Aug 302012
 August 30, 2012  Posted by at 1:52 pm Not So Stupid Questions  Add comments

[To celebrate my first year of programming I will ask a ‘stupid’ questions daily on my blog for a year, to make sure I learn at least 365 new things during my second year as a developer]

Is there any wireless internet on this plane?

A different question today, but still an interesting one. I’m on my way to Bulgaria for a Telerik teambuilding and
I’m flying Air France. As soon as the the fasten the seatbelt signs went off I pulled out my computer to do some
work. I had re installed Windows 8 and forgotten to download my developer license and was unable to run any
of my WinRT projects. So I asked the flight attendant if they had wifi, and she laughed and said “well of course
not” like it was the most stupid question she had ever heard. I got the same reaction when I asked this question
on the train in Norway. But, the train to Stockholm from Gothenburg has, as well as t he long distance busses. I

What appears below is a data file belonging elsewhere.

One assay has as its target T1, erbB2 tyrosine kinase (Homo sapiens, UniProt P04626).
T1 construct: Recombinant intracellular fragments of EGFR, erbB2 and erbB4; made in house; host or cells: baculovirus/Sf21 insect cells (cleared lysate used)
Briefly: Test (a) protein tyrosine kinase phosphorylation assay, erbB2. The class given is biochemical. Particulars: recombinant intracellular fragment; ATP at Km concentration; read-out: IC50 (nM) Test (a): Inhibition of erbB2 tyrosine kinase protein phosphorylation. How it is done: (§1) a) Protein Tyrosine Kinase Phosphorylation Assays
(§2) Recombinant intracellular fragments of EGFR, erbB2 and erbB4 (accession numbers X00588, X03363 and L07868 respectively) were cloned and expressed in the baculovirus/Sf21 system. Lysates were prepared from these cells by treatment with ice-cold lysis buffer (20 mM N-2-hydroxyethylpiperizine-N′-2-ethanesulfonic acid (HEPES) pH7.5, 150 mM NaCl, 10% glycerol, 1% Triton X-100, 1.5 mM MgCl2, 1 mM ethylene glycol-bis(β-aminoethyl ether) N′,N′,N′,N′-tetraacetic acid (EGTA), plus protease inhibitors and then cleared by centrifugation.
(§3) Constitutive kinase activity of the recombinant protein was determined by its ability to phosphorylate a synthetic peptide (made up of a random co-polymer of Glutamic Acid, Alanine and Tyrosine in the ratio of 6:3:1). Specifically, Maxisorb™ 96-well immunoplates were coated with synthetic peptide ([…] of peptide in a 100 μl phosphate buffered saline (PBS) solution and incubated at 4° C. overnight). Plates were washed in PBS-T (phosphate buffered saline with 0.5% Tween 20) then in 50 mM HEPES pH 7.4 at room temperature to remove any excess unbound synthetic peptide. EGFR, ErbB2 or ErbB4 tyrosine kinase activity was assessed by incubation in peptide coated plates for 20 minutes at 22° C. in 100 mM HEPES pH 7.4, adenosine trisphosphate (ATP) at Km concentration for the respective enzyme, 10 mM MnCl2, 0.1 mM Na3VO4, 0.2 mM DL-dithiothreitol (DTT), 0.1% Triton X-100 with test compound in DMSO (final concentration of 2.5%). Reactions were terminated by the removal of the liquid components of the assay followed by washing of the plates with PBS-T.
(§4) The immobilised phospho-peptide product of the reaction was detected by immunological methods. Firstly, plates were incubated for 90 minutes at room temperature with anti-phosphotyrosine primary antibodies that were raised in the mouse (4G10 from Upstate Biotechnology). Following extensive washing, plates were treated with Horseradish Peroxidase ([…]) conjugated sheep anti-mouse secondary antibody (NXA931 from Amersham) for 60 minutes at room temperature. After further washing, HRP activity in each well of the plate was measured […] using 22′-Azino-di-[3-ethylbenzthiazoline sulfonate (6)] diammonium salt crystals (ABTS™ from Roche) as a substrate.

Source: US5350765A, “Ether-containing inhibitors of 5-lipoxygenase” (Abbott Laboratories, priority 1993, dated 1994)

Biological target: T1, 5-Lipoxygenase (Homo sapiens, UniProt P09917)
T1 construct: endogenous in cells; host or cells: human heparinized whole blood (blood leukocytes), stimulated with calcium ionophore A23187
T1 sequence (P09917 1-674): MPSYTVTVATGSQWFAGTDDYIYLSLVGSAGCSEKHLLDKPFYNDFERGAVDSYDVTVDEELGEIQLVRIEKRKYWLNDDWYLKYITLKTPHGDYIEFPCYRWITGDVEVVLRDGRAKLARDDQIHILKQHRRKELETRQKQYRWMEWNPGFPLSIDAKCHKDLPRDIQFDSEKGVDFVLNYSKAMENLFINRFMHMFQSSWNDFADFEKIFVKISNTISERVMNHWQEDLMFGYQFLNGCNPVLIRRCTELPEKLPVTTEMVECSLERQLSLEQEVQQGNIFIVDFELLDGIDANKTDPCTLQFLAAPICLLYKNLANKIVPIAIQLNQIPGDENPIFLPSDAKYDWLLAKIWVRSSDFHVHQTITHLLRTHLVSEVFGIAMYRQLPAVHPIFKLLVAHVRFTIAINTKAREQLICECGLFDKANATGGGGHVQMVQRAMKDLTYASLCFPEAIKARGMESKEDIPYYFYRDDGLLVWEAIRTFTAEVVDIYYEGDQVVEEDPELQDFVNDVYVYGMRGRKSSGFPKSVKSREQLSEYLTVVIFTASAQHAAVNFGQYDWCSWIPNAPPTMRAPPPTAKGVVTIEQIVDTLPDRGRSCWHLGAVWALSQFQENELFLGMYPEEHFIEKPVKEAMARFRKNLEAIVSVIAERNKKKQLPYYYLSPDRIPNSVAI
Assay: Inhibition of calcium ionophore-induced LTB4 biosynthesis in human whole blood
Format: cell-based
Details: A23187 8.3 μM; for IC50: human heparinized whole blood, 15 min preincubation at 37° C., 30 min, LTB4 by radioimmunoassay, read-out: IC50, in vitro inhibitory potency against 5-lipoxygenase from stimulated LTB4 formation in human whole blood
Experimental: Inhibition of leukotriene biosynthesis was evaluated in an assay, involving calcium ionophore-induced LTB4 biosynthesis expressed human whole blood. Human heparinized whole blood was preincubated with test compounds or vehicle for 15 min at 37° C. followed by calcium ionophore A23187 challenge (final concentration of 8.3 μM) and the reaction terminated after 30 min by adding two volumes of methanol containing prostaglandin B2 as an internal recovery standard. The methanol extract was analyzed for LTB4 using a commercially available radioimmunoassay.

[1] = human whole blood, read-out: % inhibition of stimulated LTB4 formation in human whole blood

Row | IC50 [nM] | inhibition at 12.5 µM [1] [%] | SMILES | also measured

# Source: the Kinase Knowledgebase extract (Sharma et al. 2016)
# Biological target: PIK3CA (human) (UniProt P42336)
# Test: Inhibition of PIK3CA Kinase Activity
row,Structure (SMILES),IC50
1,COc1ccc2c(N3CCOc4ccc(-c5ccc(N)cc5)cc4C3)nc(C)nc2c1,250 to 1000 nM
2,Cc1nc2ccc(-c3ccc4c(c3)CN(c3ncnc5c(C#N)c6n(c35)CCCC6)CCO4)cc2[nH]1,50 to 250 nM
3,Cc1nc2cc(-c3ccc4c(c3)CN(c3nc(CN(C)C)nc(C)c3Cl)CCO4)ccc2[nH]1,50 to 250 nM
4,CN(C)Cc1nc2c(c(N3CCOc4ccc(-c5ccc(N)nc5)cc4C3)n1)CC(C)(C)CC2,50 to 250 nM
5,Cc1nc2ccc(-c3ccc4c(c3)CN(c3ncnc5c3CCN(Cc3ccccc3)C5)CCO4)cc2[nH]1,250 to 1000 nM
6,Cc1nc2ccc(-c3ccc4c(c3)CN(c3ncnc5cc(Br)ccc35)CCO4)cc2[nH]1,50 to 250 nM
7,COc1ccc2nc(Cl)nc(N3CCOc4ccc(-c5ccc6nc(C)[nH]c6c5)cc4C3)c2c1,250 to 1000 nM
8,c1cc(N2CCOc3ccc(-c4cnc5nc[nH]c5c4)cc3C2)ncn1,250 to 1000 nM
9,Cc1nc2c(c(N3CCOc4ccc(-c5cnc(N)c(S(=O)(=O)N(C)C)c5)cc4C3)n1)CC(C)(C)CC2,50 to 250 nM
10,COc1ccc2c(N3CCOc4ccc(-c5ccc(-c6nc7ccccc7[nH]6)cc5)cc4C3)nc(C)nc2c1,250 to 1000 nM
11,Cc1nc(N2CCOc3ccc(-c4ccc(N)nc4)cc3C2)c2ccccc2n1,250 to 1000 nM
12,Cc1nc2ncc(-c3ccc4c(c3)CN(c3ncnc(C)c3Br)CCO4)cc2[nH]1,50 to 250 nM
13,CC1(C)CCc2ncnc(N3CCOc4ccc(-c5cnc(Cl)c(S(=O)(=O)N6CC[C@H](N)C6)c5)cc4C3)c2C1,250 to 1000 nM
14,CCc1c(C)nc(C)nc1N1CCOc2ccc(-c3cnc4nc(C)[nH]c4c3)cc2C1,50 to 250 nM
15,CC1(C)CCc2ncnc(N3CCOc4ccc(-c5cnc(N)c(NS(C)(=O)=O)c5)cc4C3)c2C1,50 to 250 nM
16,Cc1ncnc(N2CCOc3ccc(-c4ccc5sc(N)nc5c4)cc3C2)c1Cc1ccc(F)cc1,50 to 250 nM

ignored the flight attendants reaction, but she couldnt let this one go. “I have never heard of such a thing, no
airplanes have internet!” I answered “Some do”. Now she started insisting “No, no planes have. Internet a plane
is not possible”she laughed again and sent a ‘this one is a nut head’-look to the guy sitting next to me. “As I said,
some do”. “Which one?” she challenged me. Well I wasnt making it up, Norwegian has on almost all their
airplanes, except one or two I believe. “Norwegian? I’ve never heard of it” . Well, then I guess it doesnt exist!- I
was tempted to say. Hope she googles it later and does an attitude check.

This got me curious, how many planes, trains and busses have internet? Since I have good global coverage with
readers I would like to pass this question you:

Where have you travelled and what kind of transportation, and was there any internet available provided by the

  13 Responses to “Stupid question 34: Is there any wireless internet on this plane?”

  1. It would almost be worth suffering the legal consequences after you punch her in the head.

    The longer flights I’ve had in the US have on-board wifi that doesn’t work until the plane reaches 10,000 feet. It costs around $12 for access for the entire leg of the flight, and you can sign up before or during the flight. I can’t speak for international since I haven’t flown out of the country since 1985.

    • LOL “It would almost be worth suffering the legal consequences after you punch her in the head.” I’ll keep that in mind on my way back!